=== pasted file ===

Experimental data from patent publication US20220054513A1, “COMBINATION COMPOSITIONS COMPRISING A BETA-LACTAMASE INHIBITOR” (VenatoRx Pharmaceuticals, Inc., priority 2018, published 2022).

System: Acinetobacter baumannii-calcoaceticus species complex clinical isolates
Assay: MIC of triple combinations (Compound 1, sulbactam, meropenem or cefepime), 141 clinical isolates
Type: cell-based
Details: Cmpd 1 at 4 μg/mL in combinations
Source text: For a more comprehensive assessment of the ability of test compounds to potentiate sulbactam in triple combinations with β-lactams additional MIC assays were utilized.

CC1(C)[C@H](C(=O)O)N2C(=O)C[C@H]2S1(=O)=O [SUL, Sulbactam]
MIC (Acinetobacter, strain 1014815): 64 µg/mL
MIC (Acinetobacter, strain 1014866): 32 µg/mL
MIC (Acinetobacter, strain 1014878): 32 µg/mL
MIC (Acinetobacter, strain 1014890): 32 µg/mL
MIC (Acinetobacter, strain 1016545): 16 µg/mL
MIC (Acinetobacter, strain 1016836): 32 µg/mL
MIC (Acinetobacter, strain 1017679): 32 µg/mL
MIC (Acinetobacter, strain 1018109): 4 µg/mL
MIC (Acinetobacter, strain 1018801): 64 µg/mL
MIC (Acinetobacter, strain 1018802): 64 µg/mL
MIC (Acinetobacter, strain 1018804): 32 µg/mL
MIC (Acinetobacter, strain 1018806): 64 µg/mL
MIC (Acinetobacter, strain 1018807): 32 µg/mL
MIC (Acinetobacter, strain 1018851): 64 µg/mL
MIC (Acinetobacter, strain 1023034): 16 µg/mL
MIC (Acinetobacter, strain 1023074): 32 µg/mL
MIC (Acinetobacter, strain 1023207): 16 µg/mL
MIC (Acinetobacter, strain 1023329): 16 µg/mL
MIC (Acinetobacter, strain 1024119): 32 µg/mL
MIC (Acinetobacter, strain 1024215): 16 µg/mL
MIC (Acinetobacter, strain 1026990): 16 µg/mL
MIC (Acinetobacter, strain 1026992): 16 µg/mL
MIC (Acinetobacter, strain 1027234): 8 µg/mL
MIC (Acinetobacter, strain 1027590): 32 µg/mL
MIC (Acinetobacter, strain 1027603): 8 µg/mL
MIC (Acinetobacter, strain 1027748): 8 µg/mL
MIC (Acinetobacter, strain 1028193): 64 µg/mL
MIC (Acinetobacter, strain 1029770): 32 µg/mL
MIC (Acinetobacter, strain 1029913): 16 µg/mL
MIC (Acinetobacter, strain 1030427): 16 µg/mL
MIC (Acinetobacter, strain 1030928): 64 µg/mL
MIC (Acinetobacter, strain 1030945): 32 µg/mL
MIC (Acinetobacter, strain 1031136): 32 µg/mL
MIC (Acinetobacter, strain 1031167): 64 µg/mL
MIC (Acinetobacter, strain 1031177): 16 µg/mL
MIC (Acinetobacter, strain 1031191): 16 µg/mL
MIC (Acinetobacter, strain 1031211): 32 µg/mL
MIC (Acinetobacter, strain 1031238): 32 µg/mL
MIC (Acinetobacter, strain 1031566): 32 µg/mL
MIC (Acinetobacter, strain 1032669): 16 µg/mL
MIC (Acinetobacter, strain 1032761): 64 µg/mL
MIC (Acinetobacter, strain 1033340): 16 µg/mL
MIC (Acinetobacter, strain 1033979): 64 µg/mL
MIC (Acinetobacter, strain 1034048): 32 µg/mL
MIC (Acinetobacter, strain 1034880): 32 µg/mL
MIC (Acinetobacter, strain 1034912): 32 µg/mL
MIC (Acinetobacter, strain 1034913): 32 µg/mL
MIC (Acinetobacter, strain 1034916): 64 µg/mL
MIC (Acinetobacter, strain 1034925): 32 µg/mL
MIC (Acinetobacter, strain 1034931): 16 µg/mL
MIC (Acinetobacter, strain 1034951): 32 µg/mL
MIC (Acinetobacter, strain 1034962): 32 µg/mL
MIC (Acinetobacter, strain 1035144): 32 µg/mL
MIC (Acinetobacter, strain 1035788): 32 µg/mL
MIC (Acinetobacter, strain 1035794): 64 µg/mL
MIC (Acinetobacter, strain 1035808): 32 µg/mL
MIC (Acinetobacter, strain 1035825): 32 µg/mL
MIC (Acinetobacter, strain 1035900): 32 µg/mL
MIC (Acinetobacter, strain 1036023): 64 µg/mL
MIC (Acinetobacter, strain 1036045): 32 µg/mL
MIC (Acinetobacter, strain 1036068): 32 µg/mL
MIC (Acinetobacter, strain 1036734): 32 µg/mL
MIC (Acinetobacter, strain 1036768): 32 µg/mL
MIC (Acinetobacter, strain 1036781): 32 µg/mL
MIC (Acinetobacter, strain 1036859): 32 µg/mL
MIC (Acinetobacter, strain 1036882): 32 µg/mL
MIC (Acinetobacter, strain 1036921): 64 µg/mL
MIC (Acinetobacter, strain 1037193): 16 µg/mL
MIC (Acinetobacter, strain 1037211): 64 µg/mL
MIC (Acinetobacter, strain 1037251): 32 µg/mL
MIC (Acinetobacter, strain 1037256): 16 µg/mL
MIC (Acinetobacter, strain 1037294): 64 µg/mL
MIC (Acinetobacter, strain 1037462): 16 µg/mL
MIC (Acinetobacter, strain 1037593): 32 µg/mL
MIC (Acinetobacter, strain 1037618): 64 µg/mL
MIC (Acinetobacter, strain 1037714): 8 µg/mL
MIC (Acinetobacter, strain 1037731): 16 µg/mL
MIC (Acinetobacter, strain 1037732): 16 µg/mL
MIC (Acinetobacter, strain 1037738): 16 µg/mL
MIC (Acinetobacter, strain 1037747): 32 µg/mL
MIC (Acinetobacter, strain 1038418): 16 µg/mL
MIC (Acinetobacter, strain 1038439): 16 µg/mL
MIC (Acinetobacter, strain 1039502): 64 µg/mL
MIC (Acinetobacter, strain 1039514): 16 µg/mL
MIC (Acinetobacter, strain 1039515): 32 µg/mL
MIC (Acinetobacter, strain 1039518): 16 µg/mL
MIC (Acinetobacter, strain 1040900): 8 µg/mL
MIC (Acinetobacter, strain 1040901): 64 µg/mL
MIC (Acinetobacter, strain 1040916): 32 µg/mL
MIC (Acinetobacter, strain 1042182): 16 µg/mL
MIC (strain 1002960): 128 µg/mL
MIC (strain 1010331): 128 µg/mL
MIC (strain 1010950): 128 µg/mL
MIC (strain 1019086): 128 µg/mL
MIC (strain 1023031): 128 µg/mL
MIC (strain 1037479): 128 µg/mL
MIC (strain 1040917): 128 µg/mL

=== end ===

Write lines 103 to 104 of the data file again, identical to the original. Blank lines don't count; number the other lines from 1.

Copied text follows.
MIC (strain 1037479): 128 µg/mL
MIC (strain 1040917): 128 µg/mL